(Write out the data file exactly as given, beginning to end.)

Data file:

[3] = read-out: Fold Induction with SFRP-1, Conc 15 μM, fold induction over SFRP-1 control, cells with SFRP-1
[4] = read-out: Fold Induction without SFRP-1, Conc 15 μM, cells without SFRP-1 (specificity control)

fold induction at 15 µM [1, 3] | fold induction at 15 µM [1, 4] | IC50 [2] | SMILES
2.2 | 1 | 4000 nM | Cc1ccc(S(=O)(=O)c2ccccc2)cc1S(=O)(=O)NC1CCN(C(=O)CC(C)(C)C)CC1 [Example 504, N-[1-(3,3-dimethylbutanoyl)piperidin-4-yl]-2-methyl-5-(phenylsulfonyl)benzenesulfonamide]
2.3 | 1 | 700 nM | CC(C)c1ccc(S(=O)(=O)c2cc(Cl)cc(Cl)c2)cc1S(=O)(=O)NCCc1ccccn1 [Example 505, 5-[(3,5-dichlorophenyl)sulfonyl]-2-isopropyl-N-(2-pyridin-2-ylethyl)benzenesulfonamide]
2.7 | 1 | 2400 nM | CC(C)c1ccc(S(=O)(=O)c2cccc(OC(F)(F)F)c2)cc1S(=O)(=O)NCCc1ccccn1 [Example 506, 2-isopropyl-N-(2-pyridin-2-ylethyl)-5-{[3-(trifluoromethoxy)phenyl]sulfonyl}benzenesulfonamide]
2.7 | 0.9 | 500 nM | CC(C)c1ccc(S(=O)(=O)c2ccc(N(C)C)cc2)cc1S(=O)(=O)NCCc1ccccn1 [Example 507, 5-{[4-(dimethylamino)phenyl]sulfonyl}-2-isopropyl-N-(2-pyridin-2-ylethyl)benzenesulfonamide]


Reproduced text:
[3] = read-out: Fold Induction with SFRP-1, Conc 15 μM, fold induction over SFRP-1 control, cells with SFRP-1
[4] = read-out: Fold Induction without SFRP-1, Conc 15 μM, cells without SFRP-1 (specificity control)

fold induction at 15 µM [1, 3] | fold induction at 15 µM [1, 4] | IC50 [2] | SMILES
2.2 | 1 | 4000 nM | Cc1ccc(S(=O)(=O)c2ccccc2)cc1S(=O)(=O)NC1CCN(C(=O)CC(C)(C)C)CC1 [Example 504, N-[1-(3,3-dimethylbutanoyl)piperidin-4-yl]-2-methyl-5-(phenylsulfonyl)benzenesulfonamide]
2.3 | 1 | 700 nM | CC(C)c1ccc(S(=O)(=O)c2cc(Cl)cc(Cl)c2)cc1S(=O)(=O)NCCc1ccccn1 [Example 505, 5-[(3,5-dichlorophenyl)sulfonyl]-2-isopropyl-N-(2-pyridin-2-ylethyl)benzenesulfonamide]
2.7 | 1 | 2400 nM | CC(C)c1ccc(S(=O)(=O)c2cccc(OC(F)(F)F)c2)cc1S(=O)(=O)NCCc1ccccn1 [Example 506, 2-isopropyl-N-(2-pyridin-2-ylethyl)-5-{[3-(trifluoromethoxy)phenyl]sulfonyl}benzenesulfonamide]
2.7 | 0.9 | 500 nM | CC(C)c1ccc(S(=O)(=O)c2ccc(N(C)C)cc2)cc1S(=O)(=O)NCCc1ccccn1 [Example 507, 5-{[4-(dimethylamino)phenyl]sulfonyl}-2-isopropyl-N-(2-pyridin-2-ylethyl)benzenesulfonamide]